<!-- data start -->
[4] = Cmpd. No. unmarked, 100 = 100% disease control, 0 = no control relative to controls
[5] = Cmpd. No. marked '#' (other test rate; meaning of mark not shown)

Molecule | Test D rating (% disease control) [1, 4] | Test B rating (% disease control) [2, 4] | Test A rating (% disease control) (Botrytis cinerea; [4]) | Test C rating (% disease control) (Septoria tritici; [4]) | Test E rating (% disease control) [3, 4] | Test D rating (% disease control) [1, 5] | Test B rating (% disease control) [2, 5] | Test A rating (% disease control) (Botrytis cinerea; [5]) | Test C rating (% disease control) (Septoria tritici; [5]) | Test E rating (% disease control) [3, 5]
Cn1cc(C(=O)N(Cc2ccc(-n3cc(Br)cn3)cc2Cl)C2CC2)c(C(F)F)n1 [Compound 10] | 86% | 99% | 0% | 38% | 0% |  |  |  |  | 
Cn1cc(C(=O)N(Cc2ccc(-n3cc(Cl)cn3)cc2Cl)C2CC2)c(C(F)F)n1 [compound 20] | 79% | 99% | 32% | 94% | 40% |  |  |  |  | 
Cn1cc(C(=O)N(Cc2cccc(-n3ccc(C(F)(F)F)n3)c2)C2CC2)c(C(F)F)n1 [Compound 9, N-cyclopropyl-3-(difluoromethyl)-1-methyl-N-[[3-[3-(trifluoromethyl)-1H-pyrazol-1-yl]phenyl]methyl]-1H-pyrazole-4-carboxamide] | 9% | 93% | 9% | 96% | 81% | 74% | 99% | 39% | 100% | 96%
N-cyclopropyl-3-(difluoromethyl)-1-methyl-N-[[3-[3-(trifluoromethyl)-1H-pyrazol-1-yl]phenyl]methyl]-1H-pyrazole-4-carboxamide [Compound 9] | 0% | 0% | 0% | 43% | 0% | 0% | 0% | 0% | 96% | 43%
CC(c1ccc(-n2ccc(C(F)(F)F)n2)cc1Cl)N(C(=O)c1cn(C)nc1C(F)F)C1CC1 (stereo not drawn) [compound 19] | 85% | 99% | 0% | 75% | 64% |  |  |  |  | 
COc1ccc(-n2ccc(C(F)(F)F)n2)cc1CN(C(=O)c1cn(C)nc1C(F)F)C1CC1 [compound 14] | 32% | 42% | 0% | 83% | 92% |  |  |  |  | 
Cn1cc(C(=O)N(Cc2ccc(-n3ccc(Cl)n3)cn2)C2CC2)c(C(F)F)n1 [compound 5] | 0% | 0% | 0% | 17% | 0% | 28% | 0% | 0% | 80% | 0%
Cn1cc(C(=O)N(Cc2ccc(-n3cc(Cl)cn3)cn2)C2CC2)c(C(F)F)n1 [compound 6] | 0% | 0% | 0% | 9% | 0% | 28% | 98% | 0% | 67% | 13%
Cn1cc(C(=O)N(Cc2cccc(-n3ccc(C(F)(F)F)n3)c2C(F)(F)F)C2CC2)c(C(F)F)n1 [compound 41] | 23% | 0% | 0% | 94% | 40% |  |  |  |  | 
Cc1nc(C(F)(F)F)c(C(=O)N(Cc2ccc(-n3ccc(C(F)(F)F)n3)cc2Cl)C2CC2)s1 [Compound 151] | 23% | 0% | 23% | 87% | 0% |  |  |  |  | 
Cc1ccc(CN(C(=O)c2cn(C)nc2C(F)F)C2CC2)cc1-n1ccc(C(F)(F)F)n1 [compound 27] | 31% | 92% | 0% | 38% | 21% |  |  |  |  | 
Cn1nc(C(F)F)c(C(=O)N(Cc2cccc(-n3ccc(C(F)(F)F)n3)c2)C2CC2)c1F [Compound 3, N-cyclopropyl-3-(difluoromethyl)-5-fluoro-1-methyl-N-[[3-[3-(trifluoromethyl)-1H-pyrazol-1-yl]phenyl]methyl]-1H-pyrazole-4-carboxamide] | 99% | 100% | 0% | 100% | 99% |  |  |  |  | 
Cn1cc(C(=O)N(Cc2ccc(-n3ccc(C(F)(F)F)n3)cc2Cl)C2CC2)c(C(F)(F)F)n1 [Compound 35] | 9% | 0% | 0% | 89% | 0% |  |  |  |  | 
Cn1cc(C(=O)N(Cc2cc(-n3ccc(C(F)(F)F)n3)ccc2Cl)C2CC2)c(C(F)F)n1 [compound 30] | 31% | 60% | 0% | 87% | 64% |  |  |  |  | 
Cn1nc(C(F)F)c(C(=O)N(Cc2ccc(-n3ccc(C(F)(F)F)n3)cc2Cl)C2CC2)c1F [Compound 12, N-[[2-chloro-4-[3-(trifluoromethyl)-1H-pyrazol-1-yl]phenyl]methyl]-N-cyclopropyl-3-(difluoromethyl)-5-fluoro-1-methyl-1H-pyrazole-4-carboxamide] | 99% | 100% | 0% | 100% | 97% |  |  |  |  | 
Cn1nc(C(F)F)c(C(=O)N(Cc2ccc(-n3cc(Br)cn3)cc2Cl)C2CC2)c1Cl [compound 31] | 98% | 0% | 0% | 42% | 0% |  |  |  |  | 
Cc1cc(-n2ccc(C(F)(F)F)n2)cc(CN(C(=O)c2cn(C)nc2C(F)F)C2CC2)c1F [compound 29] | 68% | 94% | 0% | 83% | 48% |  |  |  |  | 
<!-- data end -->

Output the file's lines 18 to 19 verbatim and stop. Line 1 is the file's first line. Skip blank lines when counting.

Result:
Cn1nc(C(F)F)c(C(=O)N(Cc2ccc(-n3ccc(C(F)(F)F)n3)cc2Cl)C2CC2)c1F [Compound 12, N-[[2-chloro-4-[3-(trifluoromethyl)-1H-pyrazol-1-yl]phenyl]methyl]-N-cyclopropyl-3-(difluoromethyl)-5-fluoro-1-methyl-1H-pyrazole-4-carboxamide] | 99% | 100% | 0% | 100% | 97% |  |  |  |  | 
Cn1nc(C(F)F)c(C(=O)N(Cc2ccc(-n3cc(Br)cn3)cc2Cl)C2CC2)c1Cl [compound 31] | 98% | 0% | 0% | 42% | 0% |  |  |  |  | 